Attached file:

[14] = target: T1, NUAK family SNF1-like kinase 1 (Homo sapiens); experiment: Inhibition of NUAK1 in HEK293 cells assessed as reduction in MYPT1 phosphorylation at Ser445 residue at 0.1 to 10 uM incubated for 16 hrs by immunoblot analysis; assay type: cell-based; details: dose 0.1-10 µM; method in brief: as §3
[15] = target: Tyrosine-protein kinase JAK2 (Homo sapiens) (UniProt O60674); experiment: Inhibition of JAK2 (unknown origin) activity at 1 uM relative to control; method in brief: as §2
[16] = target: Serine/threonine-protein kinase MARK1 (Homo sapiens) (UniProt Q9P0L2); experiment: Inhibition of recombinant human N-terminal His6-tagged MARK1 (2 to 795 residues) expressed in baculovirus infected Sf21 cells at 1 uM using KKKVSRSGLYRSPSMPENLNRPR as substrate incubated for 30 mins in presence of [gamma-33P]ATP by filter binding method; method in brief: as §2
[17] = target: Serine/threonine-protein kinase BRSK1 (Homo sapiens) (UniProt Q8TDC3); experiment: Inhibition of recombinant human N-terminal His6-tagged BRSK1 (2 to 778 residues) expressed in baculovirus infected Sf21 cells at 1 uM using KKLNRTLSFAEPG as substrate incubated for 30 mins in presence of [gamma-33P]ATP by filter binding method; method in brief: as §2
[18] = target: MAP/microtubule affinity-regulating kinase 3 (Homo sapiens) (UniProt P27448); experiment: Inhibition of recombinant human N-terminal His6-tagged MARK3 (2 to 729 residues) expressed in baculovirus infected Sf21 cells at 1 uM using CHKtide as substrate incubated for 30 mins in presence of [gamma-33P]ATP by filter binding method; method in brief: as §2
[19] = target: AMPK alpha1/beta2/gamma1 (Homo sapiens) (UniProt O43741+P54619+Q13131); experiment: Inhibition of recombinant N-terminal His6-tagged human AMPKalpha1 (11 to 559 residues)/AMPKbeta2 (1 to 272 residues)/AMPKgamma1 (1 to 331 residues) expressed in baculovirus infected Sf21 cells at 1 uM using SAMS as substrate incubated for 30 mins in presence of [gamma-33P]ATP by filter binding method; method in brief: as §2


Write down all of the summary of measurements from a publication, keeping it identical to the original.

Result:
[14] = target: T1, NUAK family SNF1-like kinase 1 (Homo sapiens); experiment: Inhibition of NUAK1 in HEK293 cells assessed as reduction in MYPT1 phosphorylation at Ser445 residue at 0.1 to 10 uM incubated for 16 hrs by immunoblot analysis; assay type: cell-based; details: dose 0.1-10 µM; method in brief: as §3
[15] = target: Tyrosine-protein kinase JAK2 (Homo sapiens) (UniProt O60674); experiment: Inhibition of JAK2 (unknown origin) activity at 1 uM relative to control; method in brief: as §2
[16] = target: Serine/threonine-protein kinase MARK1 (Homo sapiens) (UniProt Q9P0L2); experiment: Inhibition of recombinant human N-terminal His6-tagged MARK1 (2 to 795 residues) expressed in baculovirus infected Sf21 cells at 1 uM using KKKVSRSGLYRSPSMPENLNRPR as substrate incubated for 30 mins in presence of [gamma-33P]ATP by filter binding method; method in brief: as §2
[17] = target: Serine/threonine-protein kinase BRSK1 (Homo sapiens) (UniProt Q8TDC3); experiment: Inhibition of recombinant human N-terminal His6-tagged BRSK1 (2 to 778 residues) expressed in baculovirus infected Sf21 cells at 1 uM using KKLNRTLSFAEPG as substrate incubated for 30 mins in presence of [gamma-33P]ATP by filter binding method; method in brief: as §2
[18] = target: MAP/microtubule affinity-regulating kinase 3 (Homo sapiens) (UniProt P27448); experiment: Inhibition of recombinant human N-terminal His6-tagged MARK3 (2 to 729 residues) expressed in baculovirus infected Sf21 cells at 1 uM using CHKtide as substrate incubated for 30 mins in presence of [gamma-33P]ATP by filter binding method; method in brief: as §2
[19] = target: AMPK alpha1/beta2/gamma1 (Homo sapiens) (UniProt O43741+P54619+Q13131); experiment: Inhibition of recombinant N-terminal His6-tagged human AMPKalpha1 (11 to 559 residues)/AMPKbeta2 (1 to 272 residues)/AMPKgamma1 (1 to 331 residues) expressed in baculovirus infected Sf21 cells at 1 uM using SAMS as substrate incubated for 30 mins in presence of [gamma-33P]ATP by filter binding method; method in brief: as §2